I’ll be real, guys.

There are times when my relationship lets me down.
When my husband can’t give me what I want, or what I need.
Those moments feel like shit.
I feel myself collapse. As if all the life has drained out through my stomach. It feels like I’m going to throw up.

It can be something really small. Something objectively inconsequential:
Like joining me for a coffee….
Talking through our plans for next week….
Watching a movie together.

Or maybe it’s something with a little more charge:
Having sex…
Planning our anniversary…
Talking through the thing that’s been bothering me the last week or so.

And his answer is no.

For whatever reason, he’s just doesn’t feel up to it.
But in those moments, I feel abandoned.
Completely and utterly alone.

Because what it feels like he’s REALLY saying no to is…. me.
It feels personal. Really, deeply personal.
And in that tiny snapshot of time, I can throw the whole relationship into question. Because that’s my default when I’m hurting.
Shut down. Close off. Run away. Become Little-Miss-I-Don’t-Need-You-I’m-A-100%-Independent-Power-Woman.

Yeah, she’s as charming as she sounds.

I know it’s different for others. Some of my clients describe it as a spiral. Falling into a deep, dark hole of I’m-not-good-enough and unworthiness.
But at the root of it, it’s the same.
Hurt. Disappointment. Loneliness.

Once upon a time those moments ruled my relationship. I’d lash out. Attack. Manipulate. Defend. All in a desperate attempt to get my need met. Or else shut off completely, as if the need wasn’t there at all. Trying clumsily to protect from the hurt.

But here’s the tragedy of it:
What I’m really craving in those moments is connection.
And my intense default behavior never, EVER leads to the connection that I want so much.

Because Little Miss Independent is in denial that she wants connection at all.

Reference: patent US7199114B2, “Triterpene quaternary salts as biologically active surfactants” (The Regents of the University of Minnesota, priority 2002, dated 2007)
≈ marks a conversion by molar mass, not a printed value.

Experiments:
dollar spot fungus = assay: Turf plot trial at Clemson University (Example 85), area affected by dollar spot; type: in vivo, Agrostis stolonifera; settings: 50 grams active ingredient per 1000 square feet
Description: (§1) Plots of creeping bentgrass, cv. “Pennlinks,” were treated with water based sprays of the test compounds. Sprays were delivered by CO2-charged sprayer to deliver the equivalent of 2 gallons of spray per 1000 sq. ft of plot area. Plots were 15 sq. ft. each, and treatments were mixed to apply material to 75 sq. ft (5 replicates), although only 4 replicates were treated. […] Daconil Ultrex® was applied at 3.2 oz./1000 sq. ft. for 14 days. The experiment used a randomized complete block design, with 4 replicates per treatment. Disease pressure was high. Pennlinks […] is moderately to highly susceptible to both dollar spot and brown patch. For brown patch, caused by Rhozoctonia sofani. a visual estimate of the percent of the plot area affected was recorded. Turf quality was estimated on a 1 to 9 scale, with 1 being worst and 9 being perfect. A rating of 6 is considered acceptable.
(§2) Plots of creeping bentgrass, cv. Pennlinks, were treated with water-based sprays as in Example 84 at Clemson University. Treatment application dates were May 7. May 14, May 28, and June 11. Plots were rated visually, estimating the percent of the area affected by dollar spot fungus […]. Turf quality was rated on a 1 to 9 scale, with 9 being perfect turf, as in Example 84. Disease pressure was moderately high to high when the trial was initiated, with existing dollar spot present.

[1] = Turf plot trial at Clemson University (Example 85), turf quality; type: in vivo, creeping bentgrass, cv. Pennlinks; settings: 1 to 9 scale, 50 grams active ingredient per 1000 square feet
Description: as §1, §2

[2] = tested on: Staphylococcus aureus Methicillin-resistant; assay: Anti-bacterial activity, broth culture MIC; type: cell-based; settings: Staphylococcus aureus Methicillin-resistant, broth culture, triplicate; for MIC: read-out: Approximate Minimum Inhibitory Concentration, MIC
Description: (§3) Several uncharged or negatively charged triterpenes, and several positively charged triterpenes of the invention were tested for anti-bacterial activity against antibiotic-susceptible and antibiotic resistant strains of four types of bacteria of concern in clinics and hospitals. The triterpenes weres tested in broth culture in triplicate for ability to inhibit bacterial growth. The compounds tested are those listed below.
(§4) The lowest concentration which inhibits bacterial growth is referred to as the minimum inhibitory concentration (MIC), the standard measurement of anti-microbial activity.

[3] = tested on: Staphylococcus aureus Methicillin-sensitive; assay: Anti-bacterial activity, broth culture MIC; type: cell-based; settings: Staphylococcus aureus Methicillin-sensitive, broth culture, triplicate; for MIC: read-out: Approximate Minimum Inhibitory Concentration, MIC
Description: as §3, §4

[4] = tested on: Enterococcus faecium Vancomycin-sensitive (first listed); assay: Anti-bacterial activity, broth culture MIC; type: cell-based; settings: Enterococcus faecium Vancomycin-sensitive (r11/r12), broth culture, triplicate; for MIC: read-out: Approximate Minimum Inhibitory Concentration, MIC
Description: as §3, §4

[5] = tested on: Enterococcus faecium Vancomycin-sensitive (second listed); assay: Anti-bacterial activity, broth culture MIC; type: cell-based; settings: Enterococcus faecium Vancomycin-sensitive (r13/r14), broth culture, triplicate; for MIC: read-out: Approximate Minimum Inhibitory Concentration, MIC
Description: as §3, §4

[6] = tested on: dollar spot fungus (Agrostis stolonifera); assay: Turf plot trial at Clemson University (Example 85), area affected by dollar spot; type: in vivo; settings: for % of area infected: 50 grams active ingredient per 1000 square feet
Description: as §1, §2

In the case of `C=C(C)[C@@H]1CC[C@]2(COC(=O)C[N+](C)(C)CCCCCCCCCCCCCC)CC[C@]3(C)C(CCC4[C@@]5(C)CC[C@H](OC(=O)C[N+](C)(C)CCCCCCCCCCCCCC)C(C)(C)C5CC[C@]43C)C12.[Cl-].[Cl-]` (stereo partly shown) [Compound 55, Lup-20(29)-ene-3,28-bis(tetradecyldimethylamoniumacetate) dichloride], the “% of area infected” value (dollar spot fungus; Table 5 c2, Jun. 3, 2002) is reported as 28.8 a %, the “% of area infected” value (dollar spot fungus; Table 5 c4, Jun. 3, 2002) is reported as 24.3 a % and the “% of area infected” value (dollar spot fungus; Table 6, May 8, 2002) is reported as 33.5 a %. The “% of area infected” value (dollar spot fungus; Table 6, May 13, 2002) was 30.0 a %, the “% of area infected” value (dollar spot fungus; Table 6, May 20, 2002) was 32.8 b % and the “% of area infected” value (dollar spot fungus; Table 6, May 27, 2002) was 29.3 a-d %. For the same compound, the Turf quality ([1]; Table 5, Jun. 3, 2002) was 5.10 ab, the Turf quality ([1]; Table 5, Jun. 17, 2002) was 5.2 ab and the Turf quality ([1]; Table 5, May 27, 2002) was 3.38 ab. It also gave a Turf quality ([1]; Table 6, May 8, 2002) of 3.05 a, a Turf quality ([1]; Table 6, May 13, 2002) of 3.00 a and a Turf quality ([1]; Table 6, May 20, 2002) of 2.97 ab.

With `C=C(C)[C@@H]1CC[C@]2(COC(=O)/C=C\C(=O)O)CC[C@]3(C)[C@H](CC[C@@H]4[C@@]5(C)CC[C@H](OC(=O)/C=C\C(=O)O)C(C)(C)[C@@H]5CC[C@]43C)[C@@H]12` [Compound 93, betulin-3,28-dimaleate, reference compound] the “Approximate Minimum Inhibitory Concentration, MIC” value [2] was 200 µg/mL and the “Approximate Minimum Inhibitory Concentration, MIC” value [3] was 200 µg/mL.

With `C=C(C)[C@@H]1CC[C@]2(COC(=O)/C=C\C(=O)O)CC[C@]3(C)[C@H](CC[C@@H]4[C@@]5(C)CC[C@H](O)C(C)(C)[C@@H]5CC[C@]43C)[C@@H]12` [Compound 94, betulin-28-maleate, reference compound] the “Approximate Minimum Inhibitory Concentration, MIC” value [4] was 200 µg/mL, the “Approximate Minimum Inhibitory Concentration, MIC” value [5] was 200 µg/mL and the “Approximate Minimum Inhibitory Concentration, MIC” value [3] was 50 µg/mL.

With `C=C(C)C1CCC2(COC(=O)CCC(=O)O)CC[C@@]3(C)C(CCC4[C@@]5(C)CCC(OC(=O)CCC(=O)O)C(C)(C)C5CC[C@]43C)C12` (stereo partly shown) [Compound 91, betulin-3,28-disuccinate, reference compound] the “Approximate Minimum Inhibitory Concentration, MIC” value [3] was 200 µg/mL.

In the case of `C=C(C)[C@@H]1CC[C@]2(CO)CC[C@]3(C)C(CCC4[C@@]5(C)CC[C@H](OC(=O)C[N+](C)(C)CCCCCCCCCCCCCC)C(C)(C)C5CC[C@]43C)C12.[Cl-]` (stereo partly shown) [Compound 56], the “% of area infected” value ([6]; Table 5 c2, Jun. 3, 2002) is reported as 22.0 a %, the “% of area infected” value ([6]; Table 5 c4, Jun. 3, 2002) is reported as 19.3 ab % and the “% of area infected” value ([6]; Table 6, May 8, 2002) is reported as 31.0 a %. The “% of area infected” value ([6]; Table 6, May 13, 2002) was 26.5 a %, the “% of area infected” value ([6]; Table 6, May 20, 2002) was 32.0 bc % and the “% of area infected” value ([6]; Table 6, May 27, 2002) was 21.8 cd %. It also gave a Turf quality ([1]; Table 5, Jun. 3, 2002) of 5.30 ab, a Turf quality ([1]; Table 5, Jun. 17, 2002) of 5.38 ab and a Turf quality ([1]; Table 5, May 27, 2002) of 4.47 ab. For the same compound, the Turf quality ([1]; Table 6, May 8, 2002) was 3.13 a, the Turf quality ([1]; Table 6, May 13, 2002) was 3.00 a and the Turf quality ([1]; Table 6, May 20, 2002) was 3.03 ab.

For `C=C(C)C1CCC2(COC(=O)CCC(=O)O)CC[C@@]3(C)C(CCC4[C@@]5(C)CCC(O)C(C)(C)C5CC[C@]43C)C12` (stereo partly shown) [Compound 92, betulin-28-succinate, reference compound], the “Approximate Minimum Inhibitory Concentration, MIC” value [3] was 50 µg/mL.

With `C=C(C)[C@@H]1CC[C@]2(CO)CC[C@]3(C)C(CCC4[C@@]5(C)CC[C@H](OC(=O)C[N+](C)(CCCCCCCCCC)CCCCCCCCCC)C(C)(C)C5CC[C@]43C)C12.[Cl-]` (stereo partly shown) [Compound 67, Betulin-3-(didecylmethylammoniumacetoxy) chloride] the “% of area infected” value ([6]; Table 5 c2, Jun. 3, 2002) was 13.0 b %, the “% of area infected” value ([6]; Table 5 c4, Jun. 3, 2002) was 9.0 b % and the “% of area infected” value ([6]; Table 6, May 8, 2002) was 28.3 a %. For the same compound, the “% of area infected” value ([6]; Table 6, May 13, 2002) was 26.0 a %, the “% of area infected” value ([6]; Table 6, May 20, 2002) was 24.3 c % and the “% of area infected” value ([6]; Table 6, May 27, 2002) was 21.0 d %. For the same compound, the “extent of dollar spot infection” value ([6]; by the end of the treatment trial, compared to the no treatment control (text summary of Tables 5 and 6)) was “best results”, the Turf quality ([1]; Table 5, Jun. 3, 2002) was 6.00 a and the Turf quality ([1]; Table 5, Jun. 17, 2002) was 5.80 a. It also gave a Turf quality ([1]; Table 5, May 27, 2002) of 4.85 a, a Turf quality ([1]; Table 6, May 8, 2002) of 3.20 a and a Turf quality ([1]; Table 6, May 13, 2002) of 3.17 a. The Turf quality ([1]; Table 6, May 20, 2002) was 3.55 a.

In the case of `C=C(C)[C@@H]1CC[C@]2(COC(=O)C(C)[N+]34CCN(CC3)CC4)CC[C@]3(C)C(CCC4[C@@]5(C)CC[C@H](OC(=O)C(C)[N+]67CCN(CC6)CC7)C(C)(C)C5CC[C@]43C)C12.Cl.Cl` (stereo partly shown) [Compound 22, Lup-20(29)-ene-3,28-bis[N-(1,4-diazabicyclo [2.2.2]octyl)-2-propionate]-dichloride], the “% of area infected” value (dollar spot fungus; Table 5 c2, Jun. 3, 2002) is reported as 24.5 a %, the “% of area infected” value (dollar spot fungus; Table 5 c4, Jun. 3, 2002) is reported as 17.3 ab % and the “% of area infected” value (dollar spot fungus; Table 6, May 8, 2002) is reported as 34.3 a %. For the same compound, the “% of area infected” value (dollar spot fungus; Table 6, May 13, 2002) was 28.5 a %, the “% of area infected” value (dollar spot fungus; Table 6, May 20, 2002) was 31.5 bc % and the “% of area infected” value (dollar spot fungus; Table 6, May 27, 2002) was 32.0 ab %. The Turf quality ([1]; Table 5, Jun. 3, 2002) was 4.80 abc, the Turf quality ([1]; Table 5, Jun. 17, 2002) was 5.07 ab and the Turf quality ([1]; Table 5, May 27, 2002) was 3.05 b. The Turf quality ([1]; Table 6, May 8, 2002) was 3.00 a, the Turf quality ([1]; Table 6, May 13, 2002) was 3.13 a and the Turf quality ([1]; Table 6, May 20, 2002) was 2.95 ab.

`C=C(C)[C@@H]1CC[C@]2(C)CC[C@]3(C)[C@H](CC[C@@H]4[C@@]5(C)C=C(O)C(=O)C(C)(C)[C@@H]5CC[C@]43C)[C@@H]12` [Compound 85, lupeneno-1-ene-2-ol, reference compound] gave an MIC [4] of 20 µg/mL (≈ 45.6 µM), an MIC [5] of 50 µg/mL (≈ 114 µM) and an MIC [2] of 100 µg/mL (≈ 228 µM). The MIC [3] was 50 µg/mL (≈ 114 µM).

And instead she drives a wedge between us. Creates an argument. Puts up barriers. Closes down her heart. And all it does is make it so much harder for the love to get in.

It turns a single moment of ‘rejection’ – an innocent mismatch of desires or timing or moods (sometimes he just doesn’t feel like a coffee) into a whirling mess of emotion and triggers.

The rational mind kicks in and starts piling together corroborating evidence. The battle lines are drawn and we’re digging our trenches.

It’s On. Like Donkey Kong.

All the times they’ve let you down. All the times they’ve rejected you. All the ways you’re not enough for each other. All the hurt and disappointment bubbles to the surface – not just from this relationship, but all the unresolved hurt from relationships long past.

Suddenly, it’s so much bigger than it actually is.
This is why loving someone is so hard.
With a single no, they have the power to collapse your whole world, and crush your heart.
It’s so very vulnerable.

But is this the only way?
Happily, no. There are other options.
But I’ll be brutally honest here:
Doing something different takes tremendous personal strength. And courage. And bad-assery.
And a ton of personal reflection.

Because you’ve got to own your crap. All the stories. The default patterns. The hurt from relationships past.
And you must hold onto yourself at the same time.
To stay open.
To keep feeling.
To keep Hoping. Yearning. Wanting.

All while you accept the disappointment that right now, your partner can’t give you what you need.

Because they’re human. Because they’ve got their own stuff going on. Because no matter how much you might secretly hope that they were – they’re not actually here to meet your needs.
The fun part of relationship is that yes, most of the time, they probably will meet your needs. And it will feel fantastic.
But it’s not their job.
It’s your job.
The art is to do your job, while still inviting them in.

How to feel the no AND feel the love at the same time.
How to talk about your hurt, your disappointment, your yearning – without blaming or grasping or defending.
How to wait, patiently, vulnerably, until that moment when you can come back to connection.
And how to walk yourselves back to that place of connection, once the time is right.

It’s not easy, but I can proudly say I’ve learned how to do this.
I’ve learned how to feel the hurt but catch myself before the story spirals out of control.
I own my stories and call them out for the nonsense that they are.
And I can keep the dialogue open with my husband, even while my stomach is falling out through the floor.
It’s been a hard-won skill, but an invaluable one.
It’s a skill that’s meant this relationship has lasted longer than any other I’ve ever been in.
It’s a skill that makes me confident that it will keep on lasting.
It’s a skill that might just create more love and acceptance on this planet of ours.
A skill that could shrink divorce rates.
Heal broken homes.
Heal broken hearts.
No, it’s not the cure all for every relationship.
But it’s an epic start.

Keep your hearts open, lovers.

❤️, Karen


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